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Oral Health Festival 2024

Welcome to our webpage for OH! Fest 2024, your comprehensive resource for all things related to maintaining a healthy and vibrant smile. Whether you're seeking guidance on proper oral hygiene practices, information about common dental issues, or tips for enhancing your overall dental wellness, our website is designed to be your go-to source.

Choose a topic you'd like to learn more about...

Oral Health

What is Oral Health?

“Oral health is multi-faceted and includes the ability to speak, smile, smell, taste, touch, chew, swallow and convey a range of emotions through facial expressions with confidence and without pain, discomfort and disease of the craniofacial complex (head, face, and oral cavity).”

  - FDI (World Dental Federation)


Why is it important?

Oral Health affects...

  • Ability to eat

  • Speech

  • Aesthetics

Oral health is a part of overall health!

Burden of Oral Diseases in Australia

11.3 million Australians are affected by oral diseases

32% of Australians have untreated tooth decay

10% have gum disease

Dental Diseases

Tooth Decay

What is Tooth Decay?

Dental caries, widely known as tooth decay or cavities is the MOST prevalent non-communicable disease on a global scale!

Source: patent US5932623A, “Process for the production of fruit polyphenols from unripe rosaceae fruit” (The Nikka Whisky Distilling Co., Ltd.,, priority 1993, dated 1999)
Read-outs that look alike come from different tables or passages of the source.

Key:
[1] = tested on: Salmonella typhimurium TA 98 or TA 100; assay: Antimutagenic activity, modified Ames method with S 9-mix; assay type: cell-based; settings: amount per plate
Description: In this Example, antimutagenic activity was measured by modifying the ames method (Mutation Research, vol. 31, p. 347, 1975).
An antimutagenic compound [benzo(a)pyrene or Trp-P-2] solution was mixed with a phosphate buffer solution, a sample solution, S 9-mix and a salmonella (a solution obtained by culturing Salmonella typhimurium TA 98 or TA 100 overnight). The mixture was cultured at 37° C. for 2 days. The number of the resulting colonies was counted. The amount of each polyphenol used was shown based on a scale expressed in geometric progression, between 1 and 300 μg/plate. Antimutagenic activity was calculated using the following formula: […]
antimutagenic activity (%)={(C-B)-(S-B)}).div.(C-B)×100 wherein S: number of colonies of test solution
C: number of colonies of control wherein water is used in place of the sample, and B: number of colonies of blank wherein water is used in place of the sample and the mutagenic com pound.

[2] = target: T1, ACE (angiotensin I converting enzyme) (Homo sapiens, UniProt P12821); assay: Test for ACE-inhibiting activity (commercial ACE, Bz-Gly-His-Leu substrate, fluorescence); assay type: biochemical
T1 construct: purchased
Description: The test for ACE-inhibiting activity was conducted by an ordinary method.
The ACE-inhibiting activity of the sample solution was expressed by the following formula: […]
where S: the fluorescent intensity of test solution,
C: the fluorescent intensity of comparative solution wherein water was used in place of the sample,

Tooth decay occurs in stages..


Cause of Tooth Decay

  • Sugary foods such as candies, lollies and chocolate are only part of the problem…

  • Inadequate oral hygiene and plaque retention also contribute to the progression of tooth decay. 

  • The mouth is home to many different bacteria 

    • The mouth has excellent conditions for many bacteria to live in! 

      • Warm 

      • Moist 

      • Rich in Nutrients for bacteria to feed on 

      • Has various potential Sites for growth 

What is Plaque?

  • Plaque is a sticky film of bacteria that constantly forms on the teeth.

  • Plaque begins forming on teeth surface immediately after brushing your teeth.

  • If it is not removed adequately during brushing, it grows thicker over time.

  • The thickening of plaque and increase in number of cariogenic bacteria plays a key role in the progression of tooth decay.

  • Bacteria in the mouth metabolises sugar, transforming it into acid which demineralises and weakens the tooth structure, thus causing tooth decay.


Diet and Tooth Decay

  • Form of Sugar

    • ​Sticky sugary food is worse than a sugary liquid.

    • This is because sticky food stick to the tooth, providing more time for the bacteria to break down the sugar into acid.

  • Frequency of sugar consumption

    • After consuming sugary food, the acidic environment gradually neutralises over time.

    • Frequent sugar consumption reduces the time available for neutralisation to take place.

    • Teeth exposed to acidic environments for long periods of time are at an increased risk of tooth decay.

Tooth Erosion

  • Tooth erosion results in translucent teeth

    • Tooth erosion is the loss of tooth structure caused by exposure to acids that are not from oral bacteria.